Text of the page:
I was speaking with the brilliant linguist and author of Don't Think of an Elephant, George Lakoff this weekend and he got me thinking.
Every one of the president's most moving speeches -- the speeches where he inspired and lifted our country up -- had one thing in common. Speeches like his 2004 convention speech, the speech on race and the speech in Osawatomie, Kansas all spoke with moral clarity about who we are, about deep American values.
Yes, they talked about issues, but the issues were an outgrowth from the call to our character.
So, with respect, Mr. President, when you walk on stage in the next debate I would like to hear you say that the choice is not just about whose tax plan you like or who has the better health care strategy. It's much more fundamental than that. This is a choice about our national character.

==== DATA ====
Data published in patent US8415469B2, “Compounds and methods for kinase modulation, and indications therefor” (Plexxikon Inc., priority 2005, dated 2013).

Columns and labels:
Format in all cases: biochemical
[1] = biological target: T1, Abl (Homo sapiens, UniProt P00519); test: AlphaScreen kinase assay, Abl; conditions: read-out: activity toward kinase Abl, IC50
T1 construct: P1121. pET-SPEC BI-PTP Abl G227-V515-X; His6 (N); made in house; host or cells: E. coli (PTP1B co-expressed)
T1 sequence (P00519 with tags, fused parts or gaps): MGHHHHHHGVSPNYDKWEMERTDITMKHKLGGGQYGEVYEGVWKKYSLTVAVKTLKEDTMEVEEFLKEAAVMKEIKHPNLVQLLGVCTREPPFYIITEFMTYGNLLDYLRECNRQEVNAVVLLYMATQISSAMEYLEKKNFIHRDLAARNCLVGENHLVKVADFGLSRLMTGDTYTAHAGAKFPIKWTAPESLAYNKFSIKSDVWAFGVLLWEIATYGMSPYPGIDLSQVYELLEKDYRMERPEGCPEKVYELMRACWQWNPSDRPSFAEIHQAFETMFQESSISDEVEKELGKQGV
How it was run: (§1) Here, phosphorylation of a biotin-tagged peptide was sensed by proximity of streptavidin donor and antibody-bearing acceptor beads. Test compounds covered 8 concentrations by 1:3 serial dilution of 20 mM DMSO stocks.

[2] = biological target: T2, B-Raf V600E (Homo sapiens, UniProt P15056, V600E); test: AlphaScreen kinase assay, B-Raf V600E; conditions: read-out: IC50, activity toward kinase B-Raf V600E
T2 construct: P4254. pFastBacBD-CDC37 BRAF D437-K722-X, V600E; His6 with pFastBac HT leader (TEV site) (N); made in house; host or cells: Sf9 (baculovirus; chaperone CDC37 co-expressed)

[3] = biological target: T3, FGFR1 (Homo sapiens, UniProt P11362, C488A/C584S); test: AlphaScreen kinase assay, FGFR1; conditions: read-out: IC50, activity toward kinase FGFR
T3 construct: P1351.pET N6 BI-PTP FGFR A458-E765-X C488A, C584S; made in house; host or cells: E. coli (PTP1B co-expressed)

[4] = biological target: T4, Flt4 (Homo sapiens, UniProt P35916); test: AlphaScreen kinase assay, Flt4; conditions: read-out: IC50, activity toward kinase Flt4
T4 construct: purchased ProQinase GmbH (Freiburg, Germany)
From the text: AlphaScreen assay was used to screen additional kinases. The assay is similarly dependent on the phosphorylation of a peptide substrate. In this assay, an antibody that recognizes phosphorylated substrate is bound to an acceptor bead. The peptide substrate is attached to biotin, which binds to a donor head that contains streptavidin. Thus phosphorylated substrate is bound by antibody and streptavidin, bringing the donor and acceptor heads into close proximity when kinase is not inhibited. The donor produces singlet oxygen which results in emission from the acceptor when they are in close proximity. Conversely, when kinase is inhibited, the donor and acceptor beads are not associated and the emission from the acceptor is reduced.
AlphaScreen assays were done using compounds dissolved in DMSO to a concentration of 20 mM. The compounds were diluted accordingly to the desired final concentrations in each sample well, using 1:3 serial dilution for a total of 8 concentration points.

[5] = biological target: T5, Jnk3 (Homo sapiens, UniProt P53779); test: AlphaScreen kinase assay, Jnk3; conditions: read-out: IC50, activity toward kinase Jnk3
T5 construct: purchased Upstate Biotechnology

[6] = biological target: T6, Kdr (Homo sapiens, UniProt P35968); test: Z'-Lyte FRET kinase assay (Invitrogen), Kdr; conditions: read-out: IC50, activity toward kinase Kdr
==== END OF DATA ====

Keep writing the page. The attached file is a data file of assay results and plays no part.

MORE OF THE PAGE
Perhaps you can say this:
"Like Governor Romney, I love this nation. You, Governor, believe in the individual and in freedom. So do I. And I also believe that in order for the individual to exercise that freedom fully, in order for the individual to be personally responsible and successful, in order for that to happen, together we have to lay a certain foundation.
So that great small business owner that you talk about?
We all contributed to make sure she was educated at the public schools and public university. That we all participated doesn't take anything away from her individual accomplishments. It's okay, really. We're proud to have helped. We all, together as Americans, invested to build the public libraries and the roads and the national parks. We have organized ourselves, as a country, in a way that allows us to pool our resources to make sure that we all have the chance to be successful and to exercise that liberty. It's who we are as a nation.
My God, it makes me proud."
Originally aired on The War Room with Jennifer Granholm. The War Room airs weeknights at 10 p.m. EST on Current TV. Follow Jennifer Granholm on Facebook and Twitter, and The War Room on Facebook and Twitter.
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